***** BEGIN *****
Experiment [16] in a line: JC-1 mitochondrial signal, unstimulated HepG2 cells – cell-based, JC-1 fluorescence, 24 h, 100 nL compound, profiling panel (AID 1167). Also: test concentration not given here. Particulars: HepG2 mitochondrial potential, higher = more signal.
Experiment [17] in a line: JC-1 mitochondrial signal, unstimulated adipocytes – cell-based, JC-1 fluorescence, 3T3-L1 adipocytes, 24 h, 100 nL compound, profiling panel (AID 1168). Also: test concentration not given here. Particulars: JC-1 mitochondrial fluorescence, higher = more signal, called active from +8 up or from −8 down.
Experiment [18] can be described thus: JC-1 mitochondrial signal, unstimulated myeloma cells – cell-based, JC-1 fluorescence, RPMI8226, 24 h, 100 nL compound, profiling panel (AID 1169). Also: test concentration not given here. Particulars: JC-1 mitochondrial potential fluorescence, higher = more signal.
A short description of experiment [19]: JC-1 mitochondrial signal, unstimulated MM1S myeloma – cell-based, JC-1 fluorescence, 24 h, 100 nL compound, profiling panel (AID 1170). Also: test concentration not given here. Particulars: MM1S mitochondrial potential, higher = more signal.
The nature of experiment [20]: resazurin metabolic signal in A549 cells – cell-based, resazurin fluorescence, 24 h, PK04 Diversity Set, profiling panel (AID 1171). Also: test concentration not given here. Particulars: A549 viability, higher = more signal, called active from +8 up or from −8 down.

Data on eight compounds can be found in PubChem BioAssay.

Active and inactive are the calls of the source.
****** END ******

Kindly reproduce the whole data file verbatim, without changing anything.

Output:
Experiment [16] in a line: JC-1 mitochondrial signal, unstimulated HepG2 cells – cell-based, JC-1 fluorescence, 24 h, 100 nL compound, profiling panel (AID 1167). Also: test concentration not given here. Particulars: HepG2 mitochondrial potential, higher = more signal.
Experiment [17] in a line: JC-1 mitochondrial signal, unstimulated adipocytes – cell-based, JC-1 fluorescence, 3T3-L1 adipocytes, 24 h, 100 nL compound, profiling panel (AID 1168). Also: test concentration not given here. Particulars: JC-1 mitochondrial fluorescence, higher = more signal, called active from +8 up or from −8 down.
Experiment [18] can be described thus: JC-1 mitochondrial signal, unstimulated myeloma cells – cell-based, JC-1 fluorescence, RPMI8226, 24 h, 100 nL compound, profiling panel (AID 1169). Also: test concentration not given here. Particulars: JC-1 mitochondrial potential fluorescence, higher = more signal.
A short description of experiment [19]: JC-1 mitochondrial signal, unstimulated MM1S myeloma – cell-based, JC-1 fluorescence, 24 h, 100 nL compound, profiling panel (AID 1170). Also: test concentration not given here. Particulars: MM1S mitochondrial potential, higher = more signal.
The nature of experiment [20]: resazurin metabolic signal in A549 cells – cell-based, resazurin fluorescence, 24 h, PK04 Diversity Set, profiling panel (AID 1171). Also: test concentration not given here. Particulars: A549 viability, higher = more signal, called active from +8 up or from −8 down.

Data on eight compounds can be found in PubChem BioAssay.

Active and inactive are the calls of the source.